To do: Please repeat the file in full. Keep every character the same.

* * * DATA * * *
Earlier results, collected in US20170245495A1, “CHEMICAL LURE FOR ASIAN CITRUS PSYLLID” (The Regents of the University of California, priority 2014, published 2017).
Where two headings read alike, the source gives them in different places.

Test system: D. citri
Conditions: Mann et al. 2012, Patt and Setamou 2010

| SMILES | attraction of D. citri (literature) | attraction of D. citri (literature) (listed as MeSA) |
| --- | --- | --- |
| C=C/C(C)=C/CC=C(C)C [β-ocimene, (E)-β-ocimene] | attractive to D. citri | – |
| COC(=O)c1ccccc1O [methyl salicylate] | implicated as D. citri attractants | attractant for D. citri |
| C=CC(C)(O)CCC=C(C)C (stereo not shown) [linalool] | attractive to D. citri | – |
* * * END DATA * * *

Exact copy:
Earlier results, collected in US20170245495A1, “CHEMICAL LURE FOR ASIAN CITRUS PSYLLID” (The Regents of the University of California, priority 2014, published 2017).
Where two headings read alike, the source gives them in different places.

Test system: D. citri
Conditions: Mann et al. 2012, Patt and Setamou 2010

| SMILES | attraction of D. citri (literature) | attraction of D. citri (literature) (listed as MeSA) |
| --- | --- | --- |
| C=C/C(C)=C/CC=C(C)C [β-ocimene, (E)-β-ocimene] | attractive to D. citri | – |
| COC(=O)c1ccccc1O [methyl salicylate] | implicated as D. citri attractants | attractant for D. citri |
| C=CC(C)(O)CCC=C(C)C (stereo not shown) [linalool] | attractive to D. citri | – |